By Courtney Argenti, Graduate Policy Intern
How many people call the Federal Student Aid Information Center (FSAIC) for assistance and what do they need help with? NCAN wanted to know so that we can better understand students’ most common problems related to federal financial aid. So, we completed a Freedom of Information Act request and found that students’ biggest challenge is starting and completing the Free Application for Federal Student Aid.
More than 1 million individuals called the FSAIC from Nov. 1, 2015, to July 28, 2016 with questions related to federal loans, financial aid disbursements, student aid program information, and the FAFSA (including questions related to individuals’ application, corrections, the FSA ID, or the IRS Data Retrieval Tool). The significant majority of calls — 67 percent, or 701,248 calls — were related to the FAFSA. Twenty-four percent of calls (256,013) concerned federal loans, and 7 percent of callers had questions about their application status and the next steps after FAFSA submission (“application status” in the link above). The other calls were related to the financial aid office and financial aid disbursements (1 percent) and information about the federal financial aid programs (1 percent).
Of the questions related to the FAFSA:
- 68 percent called about specific information on the FAFSA (including starting, continuing, or renewing the application and signing and submitting the FAFSA).
- 28 percent called about issues with the FSA ID (either creating an account or forgot username or password).
- 4 percent called about the IRS DRT.
The high volume of callers with questions related to specific information on the FAFSA — close to half a million calls — demonstrates how individuals continue to struggle with the complexity of the form.
The most frequent question regarding specific information on the FAFSA was about starting, continuing, and renewing the application (it accounted for 21 percent of all FAFSA-specific questions). This could be a good sign that students are motivated to file the FAFSA. However, 58 percent of individuals with FAFSA-related questions needed further guidance and clarification after initiating the application — yet again, a confirmation of the FAFSA’s complexity.
Each of the reasons for calling the FSAIC after initiating the FAFSA are issues that NCAN also found students and parents struggle with when testing our Streamlined FAFSA. These reasons include:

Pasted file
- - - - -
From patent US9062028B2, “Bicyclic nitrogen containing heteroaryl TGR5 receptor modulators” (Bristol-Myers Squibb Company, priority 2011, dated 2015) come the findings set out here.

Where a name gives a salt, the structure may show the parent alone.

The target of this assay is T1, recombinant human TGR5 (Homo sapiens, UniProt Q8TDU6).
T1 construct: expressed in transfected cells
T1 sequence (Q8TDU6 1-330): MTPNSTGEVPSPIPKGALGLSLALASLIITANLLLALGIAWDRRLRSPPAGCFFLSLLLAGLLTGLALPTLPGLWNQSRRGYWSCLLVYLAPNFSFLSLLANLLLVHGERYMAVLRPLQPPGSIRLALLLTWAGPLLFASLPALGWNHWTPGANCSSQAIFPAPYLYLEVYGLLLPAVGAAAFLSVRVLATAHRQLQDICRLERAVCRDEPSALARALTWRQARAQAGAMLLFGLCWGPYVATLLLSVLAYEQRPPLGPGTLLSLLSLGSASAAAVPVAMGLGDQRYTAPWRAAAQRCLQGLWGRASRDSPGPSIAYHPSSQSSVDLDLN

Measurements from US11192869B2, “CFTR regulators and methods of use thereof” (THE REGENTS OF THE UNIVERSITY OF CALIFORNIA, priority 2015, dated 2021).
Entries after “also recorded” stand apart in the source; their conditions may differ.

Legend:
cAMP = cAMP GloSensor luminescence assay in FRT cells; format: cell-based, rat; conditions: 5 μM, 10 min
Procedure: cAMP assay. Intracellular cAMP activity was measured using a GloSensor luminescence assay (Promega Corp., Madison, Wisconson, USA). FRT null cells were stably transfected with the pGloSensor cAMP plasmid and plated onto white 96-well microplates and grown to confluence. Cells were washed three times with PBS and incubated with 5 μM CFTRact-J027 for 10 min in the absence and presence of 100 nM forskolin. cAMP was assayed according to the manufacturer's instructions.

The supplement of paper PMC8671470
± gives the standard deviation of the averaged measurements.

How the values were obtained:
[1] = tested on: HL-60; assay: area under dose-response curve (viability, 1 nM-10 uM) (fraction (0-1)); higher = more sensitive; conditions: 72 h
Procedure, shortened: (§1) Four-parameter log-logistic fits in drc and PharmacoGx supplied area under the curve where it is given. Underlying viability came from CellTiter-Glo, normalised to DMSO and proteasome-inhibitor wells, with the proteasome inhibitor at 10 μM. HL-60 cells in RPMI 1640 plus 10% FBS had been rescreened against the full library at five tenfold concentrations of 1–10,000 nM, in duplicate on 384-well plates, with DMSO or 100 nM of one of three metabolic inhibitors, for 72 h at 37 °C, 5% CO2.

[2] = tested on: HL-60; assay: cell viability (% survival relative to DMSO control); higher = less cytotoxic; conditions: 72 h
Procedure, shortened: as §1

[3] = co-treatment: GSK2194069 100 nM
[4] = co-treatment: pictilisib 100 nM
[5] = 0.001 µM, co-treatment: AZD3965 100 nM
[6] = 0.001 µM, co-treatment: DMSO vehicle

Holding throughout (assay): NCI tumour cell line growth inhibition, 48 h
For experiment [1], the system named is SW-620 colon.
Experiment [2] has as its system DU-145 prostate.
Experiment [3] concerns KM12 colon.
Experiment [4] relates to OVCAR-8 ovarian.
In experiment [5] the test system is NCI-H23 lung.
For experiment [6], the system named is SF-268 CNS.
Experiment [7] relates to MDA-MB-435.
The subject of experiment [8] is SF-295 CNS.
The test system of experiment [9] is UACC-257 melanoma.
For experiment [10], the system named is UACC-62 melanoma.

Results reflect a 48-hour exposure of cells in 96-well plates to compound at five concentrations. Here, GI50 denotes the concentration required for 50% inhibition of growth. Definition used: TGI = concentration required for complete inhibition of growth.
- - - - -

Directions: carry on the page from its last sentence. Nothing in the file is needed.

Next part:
- Signing and submitting the FAFSA (29 percent of all FSAIC questions were related to specific information on the FAFSA)
- Parent financial and tax information (18 percent)
- Student eligibility (11 percent)
- Student financial and tax information (4 percent)
- Student demographics (3 percent)
- School selection (3 percent)
As NCAN members remember well, 2015-16 was the first FAFSA application cycle where the FSA ID was introduced — and it came with complications. So, it is not surprising that FSA-ID related questions were among the most common reasons for calling the FSAIC. To be exact, 19 percent of all FSAIC calls were regarding the FSA ID. Forgotten username or password and creating an account comprised the majority of questions (46 percent and 42 percent, respectively), while identifier issues and student demographic questions accounted for the other 8 and 4 percent of total calls (respectively).
It is interesting to note that during the nine months of FSAIC data obtained, February experienced the greatest call volume. The data confirm that the high volume of calls directly relates to the 2016-17 FAFSA cycle, which began in January 2016: 48 percent of all FSAIC calls in February were FAFSA-related questions and 26 percent of calls were FSA ID-related questions. Federal loans accounted for 22 percent of FSAIC calls in February and application status questions accounted for 5 percent.
This trend was similar for all months during the 2016-17 FAFSA filing cycle (January 2016 – July 2016). FAFSA-related questions were the most frequent from January to July but in November and December 2015, questions regarding federal loans were the most common. February, March, April, and July also had high call volumes for FSA ID-related questions, whereas May and June experienced higher calls about federal loans than about the FSA ID.
As the FAFSA season reaches its peak, NCAN will stay attentive to data trends and to issues our students are facing. Our latest Early FAFSA completion rate update is coming soon. If you have any questions regarding NCAN’s FOIA request or the data in this blog, contact Courtney Argenti.